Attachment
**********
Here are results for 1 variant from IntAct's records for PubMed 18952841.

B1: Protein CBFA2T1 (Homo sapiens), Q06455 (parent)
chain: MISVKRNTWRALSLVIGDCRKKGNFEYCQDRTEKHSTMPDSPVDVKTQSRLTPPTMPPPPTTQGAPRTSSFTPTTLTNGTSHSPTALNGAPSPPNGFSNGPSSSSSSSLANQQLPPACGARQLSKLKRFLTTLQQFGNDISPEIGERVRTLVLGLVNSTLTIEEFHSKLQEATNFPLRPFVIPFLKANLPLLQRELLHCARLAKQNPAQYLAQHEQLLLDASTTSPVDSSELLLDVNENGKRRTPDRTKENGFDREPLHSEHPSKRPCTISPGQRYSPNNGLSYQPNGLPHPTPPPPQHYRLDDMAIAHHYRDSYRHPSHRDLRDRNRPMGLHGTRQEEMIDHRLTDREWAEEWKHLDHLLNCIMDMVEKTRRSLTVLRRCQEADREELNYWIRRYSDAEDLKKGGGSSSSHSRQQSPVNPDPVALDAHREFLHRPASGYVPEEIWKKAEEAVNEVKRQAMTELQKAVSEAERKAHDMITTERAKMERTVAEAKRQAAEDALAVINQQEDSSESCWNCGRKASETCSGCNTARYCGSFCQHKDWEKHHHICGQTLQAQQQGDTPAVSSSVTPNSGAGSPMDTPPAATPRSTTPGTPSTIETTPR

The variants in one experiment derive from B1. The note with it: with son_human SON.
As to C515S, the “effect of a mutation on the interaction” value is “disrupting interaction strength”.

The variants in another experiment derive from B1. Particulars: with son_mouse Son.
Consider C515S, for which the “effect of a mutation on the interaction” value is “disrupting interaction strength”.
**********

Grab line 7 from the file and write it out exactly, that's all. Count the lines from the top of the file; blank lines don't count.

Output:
Consider C515S, for which the “effect of a mutation on the interaction” value is “disrupting interaction strength”.